Our MA Digital Arts programme builds upon the solid foundations of our undergraduate programmes such as: Sound Design, Film, Television, VFX, Animation, Digital Arts, Graphic Design and Media & Communications.
It offers an opportunity for dynamic individuals to realise their creative potential in an inspiring practice based environment. Engaging with a range of technological tools, you will be supported to produce a diverse range of creative outputs.
Our aim is to provide you with skills that are highly valued in a global economy where boundaries between creativity and technology are increasingly fluid. So you'll be ready to enter a wide range of creative businesses and organisations already working with leading-edge digital technologies.
Students are required to study the following compulsory courses.
The main feature of our approach to teaching and learning is project work, requiring practice-based research, expertise and experimentation. You will be assessed through a combination of verbal presentations, written reports, portfolio work and your final Major Project piece that will be presented in a public exhibition at the end of the year.
Digital technology plays a significant role in the new digital and creative economies and in a progressive digital society. This programme uses digital lab and digital projects to innovate creative solutions to real-world issues. You are encouraged to mediate between people, places and technology in asking the bigger questions that put people, innovation and design at the centre of the digital economy.
Digital practice lies at the heart of this course. It seeks to build an understanding of current and emerging technologies and their application, as well as specialist expertise in your chosen area of digital art or design practice. You are encouraged to work in collaboration with others where appropriate.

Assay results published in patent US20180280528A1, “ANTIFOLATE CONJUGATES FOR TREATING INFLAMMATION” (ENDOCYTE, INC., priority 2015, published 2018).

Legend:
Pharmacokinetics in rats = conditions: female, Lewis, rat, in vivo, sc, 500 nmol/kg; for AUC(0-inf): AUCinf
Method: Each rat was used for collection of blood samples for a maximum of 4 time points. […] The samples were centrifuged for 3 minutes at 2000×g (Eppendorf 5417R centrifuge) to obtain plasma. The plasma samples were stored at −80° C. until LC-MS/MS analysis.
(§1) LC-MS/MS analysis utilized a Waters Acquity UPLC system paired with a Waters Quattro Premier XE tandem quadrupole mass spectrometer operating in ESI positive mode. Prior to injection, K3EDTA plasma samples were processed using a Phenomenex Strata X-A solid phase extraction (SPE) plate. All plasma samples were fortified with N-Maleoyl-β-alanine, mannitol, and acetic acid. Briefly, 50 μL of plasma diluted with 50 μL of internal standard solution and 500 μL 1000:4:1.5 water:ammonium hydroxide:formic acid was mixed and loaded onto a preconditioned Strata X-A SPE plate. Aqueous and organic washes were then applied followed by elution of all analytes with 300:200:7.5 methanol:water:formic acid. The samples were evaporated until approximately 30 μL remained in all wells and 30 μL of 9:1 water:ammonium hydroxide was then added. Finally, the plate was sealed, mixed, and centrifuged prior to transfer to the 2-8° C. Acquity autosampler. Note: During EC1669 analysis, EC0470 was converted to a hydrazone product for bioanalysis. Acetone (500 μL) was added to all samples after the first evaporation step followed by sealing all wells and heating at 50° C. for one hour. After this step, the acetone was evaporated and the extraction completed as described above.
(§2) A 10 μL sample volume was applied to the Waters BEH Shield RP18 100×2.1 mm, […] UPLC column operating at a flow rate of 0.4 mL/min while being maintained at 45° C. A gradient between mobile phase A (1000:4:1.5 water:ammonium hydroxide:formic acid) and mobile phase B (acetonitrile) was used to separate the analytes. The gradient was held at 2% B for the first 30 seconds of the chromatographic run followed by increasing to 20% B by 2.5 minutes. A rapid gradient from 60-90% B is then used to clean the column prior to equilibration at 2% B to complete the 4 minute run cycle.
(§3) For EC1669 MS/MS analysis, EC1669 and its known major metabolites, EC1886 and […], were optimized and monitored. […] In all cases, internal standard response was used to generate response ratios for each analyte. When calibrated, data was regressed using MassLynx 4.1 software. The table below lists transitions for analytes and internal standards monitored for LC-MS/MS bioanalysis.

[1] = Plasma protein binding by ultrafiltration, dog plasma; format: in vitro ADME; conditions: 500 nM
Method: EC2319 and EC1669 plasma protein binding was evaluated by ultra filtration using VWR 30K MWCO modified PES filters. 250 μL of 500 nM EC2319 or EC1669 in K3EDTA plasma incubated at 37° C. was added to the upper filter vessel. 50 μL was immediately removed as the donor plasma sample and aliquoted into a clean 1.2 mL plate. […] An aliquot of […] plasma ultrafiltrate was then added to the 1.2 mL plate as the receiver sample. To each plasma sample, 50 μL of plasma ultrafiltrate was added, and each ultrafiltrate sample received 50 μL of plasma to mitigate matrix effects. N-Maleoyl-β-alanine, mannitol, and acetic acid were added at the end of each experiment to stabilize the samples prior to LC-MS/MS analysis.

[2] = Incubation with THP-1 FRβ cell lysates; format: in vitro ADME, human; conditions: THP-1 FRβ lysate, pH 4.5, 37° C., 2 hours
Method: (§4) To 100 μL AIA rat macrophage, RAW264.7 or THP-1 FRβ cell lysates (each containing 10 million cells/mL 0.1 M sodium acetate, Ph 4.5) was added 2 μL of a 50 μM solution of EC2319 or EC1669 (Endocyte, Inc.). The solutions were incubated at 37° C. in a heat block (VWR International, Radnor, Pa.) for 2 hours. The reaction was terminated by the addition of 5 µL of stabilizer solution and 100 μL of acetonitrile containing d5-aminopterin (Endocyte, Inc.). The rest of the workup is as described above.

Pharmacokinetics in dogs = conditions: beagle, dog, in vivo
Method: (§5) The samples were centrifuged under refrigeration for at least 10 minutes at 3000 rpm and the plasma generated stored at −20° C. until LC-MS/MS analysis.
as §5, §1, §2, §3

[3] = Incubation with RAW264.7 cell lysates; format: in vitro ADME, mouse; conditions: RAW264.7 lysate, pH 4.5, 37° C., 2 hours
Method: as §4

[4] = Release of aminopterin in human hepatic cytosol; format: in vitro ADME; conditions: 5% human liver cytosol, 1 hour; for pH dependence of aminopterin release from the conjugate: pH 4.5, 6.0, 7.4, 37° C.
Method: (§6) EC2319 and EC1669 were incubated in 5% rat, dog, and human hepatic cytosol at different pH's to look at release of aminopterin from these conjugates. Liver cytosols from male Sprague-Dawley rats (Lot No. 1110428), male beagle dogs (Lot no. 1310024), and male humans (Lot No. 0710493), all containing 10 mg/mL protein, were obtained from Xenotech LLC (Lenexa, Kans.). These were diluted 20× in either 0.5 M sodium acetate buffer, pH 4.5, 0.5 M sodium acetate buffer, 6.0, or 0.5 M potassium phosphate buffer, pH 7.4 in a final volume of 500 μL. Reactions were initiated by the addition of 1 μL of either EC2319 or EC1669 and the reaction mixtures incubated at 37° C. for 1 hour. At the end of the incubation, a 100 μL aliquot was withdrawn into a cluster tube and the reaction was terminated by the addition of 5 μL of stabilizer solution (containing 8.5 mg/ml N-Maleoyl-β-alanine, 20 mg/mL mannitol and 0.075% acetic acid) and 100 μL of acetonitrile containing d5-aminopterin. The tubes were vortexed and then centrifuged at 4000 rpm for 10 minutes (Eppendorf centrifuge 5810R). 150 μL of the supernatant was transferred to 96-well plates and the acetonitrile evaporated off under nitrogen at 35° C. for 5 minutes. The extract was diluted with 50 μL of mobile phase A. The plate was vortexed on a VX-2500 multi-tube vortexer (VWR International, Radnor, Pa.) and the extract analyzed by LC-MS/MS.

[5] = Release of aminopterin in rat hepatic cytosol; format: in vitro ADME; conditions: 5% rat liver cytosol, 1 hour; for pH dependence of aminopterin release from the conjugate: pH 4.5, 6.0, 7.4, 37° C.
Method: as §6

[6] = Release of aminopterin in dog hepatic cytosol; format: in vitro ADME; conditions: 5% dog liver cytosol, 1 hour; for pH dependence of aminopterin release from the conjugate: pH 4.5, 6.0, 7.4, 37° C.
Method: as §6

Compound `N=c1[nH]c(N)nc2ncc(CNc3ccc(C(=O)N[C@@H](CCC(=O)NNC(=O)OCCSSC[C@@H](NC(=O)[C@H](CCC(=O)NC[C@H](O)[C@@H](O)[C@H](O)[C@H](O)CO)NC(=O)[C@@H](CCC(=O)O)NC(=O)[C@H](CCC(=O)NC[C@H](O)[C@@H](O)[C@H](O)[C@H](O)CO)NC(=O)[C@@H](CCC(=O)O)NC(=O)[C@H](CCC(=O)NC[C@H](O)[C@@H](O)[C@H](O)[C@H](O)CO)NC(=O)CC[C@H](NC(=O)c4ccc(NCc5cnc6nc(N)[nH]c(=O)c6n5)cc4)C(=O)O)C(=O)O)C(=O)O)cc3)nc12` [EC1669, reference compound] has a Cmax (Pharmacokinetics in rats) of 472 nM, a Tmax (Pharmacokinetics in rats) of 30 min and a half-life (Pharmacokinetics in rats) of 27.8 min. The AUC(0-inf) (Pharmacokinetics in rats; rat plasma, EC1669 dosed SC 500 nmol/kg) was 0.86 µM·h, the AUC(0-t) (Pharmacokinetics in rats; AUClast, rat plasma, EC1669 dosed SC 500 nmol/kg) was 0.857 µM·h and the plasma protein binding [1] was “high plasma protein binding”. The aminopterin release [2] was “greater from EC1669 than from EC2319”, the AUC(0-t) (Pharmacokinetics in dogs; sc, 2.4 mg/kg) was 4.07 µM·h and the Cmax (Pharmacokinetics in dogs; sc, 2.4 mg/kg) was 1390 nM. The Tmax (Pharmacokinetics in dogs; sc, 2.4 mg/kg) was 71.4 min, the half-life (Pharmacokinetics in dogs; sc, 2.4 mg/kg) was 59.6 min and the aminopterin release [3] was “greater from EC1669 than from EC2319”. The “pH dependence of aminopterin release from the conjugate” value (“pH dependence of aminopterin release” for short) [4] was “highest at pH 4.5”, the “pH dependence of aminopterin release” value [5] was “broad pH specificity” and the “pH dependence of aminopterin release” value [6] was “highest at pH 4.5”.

You learn through initiatives and activities that stimulate and develop creative practice, problem-solving, manufacture and distribution. Thinking, making and observation are applied to practical and social contexts. Your playful and fictional approaches are encouraged through workshops and connections with international events and research projects. The progrramme is an opportunity to enhance your qualification by spending one semester completing a vocational internship, research internship or by studying abroad. Although we can’t guarantee an internship, we can provide you with practical support and advice on how to find and secure your own internship position. A vocational internship is a great way to gain work experience and give your CV a competitive edge. Alternatively, a research internship develops your research and academic skills as you work as part of a research team in an academic setting – ideal if you are interested in a career in research or academia. A third option is to study abroad in an academic exchange with one of our partner universities. This option does incur additional costs such as travel and accommodation. You must also take responsibility for ensuring you have the appropriate visa to study outside the UK, where relevant.
The programme begins with a group research project, sharing information and references from diverse sources. Collecting and analysing information from a theme of common interest helps to develop your awareness of the subject from multiple perspectives. Stage one involves developing professional skills, ideas, research, project work and the opportunity for co-working, partnerships and collaborations. Your interests are evaluated for their enterprise potential and innovative outputs are proposed.